When a cutting-edge technology emerges, somewhere a trailing edge recedes. Each breakthrough heralds another obsolescence. Things change. People too, even people who, in one way or another, seem frozen in time. They move forward into the future with the rest of us, but on the other side of the wave, behind the crest, riding the trailing edge. For some of them, the obsolete is their stock-in-trade, and arcane knowledge is their currency.
Since 2008, Sunshine Chen and I have been visiting and photographing people who practice vanishing trades, professions, and traditions. Many of these were widespread until relatively recently, but have become uncommon. A few are now nearly extinct. Most have survived not by accident or by chance, but thanks to the adaptability and perseverance of their practitioners.
Our project is called Overtime. People have talked with us in detail about what they do, how they do it, and how they feel about it. From this focused “field study” we have gathered not only a catalogue of vanishing cultural practices, but also broader observations on change and persistence, work and fulfillment, and what we ultimately seek at the centre of daily experience.
True to form, Karl Kessler cut math classes at the Bronx High School of Science to “audit” a friend’s photography class, and despite his poor judgement and uninvited presence, Karl’s loitering was accepted by the indulgent teacher. Soon he had bought a camera and financed a basement darkroom, his preferred living environment ever since. In the 1990s, after university, he moved from New York City to Canada and is now based in Kitchener, Ontario.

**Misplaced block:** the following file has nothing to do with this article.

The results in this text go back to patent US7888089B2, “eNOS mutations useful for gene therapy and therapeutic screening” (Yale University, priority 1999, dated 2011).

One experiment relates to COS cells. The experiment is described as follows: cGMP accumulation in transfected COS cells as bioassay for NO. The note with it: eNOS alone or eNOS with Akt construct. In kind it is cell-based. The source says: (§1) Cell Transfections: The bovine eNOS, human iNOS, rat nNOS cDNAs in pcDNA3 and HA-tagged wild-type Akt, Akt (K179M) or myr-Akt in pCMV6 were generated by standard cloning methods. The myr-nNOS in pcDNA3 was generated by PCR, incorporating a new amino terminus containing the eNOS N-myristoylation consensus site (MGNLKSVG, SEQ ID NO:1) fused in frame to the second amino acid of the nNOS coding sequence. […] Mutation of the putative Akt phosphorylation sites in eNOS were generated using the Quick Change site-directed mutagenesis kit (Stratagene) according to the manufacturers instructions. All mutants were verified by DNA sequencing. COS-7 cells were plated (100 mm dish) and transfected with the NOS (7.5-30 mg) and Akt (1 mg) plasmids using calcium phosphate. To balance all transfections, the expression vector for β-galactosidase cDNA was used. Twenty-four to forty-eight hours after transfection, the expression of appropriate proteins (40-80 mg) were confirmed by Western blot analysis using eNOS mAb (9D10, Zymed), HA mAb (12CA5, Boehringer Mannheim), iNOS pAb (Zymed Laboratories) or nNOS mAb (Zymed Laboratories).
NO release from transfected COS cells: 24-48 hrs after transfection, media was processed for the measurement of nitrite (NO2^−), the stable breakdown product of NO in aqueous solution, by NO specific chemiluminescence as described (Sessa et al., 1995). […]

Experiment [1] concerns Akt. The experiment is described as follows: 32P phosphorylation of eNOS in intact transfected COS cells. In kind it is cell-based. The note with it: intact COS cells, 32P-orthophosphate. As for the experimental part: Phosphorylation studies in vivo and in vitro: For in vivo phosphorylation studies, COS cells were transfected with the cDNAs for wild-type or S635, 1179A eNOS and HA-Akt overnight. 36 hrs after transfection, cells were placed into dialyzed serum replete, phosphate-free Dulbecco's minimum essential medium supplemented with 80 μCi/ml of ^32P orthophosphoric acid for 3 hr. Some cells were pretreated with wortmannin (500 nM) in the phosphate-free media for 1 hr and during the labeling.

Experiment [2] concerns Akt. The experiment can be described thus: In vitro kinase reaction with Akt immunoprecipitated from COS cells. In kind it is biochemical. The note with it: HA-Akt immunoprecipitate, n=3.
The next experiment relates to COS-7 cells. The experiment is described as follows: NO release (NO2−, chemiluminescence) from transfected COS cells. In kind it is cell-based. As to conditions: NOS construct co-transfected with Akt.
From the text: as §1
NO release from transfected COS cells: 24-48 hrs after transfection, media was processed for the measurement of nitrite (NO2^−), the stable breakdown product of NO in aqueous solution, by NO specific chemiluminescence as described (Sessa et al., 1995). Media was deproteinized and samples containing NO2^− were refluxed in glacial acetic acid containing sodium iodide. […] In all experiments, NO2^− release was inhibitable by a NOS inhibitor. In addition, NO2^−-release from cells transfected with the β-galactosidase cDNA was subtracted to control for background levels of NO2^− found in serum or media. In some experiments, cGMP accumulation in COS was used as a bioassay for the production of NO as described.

Since 2008 Karl and Sunshine Chen have worked together on the ongoing project Overtime, photographing and interviewing people who practice long-established but disappearing trades, professions, and traditions. Currently, Karl and photographer Brian Douglas are at work on a short documentary about the closing of Budds Department Store in Kitchener.
Karl’s lifelong fascination with buildings has seen him spend the past fourteen years as Waterloo Region’s coordinator of Doors Open Waterloo Region, part of Doors Open Ontario, the popular province-wide series of annual architecture appreciation events. Hundreds of buildings later, Karl thinks a lot about how we can take “the measure of a building” beyond the usual (architectural style, historical period, technical specifications) to how it affects us — our physiology, our thinking, our behaviour — for better, or for worse.
We’re sure that Karl will be happy to talk with any Americans about the rewards of having relocated to Canada!